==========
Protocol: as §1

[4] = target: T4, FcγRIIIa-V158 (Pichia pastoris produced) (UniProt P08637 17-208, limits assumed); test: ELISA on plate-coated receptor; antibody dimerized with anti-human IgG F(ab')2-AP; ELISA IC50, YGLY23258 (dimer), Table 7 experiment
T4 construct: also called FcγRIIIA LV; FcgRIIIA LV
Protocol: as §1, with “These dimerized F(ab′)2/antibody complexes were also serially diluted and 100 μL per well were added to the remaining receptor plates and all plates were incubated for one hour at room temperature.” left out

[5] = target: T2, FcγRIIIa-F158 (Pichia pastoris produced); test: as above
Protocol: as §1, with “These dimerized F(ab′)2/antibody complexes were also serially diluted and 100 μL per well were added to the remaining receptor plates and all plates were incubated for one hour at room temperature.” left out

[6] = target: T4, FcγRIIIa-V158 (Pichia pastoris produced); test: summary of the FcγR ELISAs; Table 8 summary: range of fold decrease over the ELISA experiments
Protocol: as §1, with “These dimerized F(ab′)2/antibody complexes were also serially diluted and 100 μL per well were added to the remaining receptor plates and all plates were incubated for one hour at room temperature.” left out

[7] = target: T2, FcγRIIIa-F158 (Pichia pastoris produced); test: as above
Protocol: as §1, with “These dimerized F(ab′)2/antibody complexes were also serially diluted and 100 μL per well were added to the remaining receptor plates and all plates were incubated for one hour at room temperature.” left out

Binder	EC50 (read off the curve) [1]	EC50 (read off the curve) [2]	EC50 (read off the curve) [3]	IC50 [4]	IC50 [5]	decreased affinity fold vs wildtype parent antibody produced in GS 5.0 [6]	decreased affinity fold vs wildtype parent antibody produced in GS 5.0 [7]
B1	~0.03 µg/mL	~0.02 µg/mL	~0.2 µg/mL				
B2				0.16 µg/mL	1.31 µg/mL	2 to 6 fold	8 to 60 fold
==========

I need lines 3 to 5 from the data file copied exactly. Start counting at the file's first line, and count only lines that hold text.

T4 construct: also called FcγRIIIA LV; FcgRIIIA LV
Protocol: as §1, with “These dimerized F(ab′)2/antibody complexes were also serially diluted and 100 μL per well were added to the remaining receptor plates and all plates were incubated for one hour at room temperature.” left out

[5] = target: T2, FcγRIIIa-F158 (Pichia pastoris produced); test: as above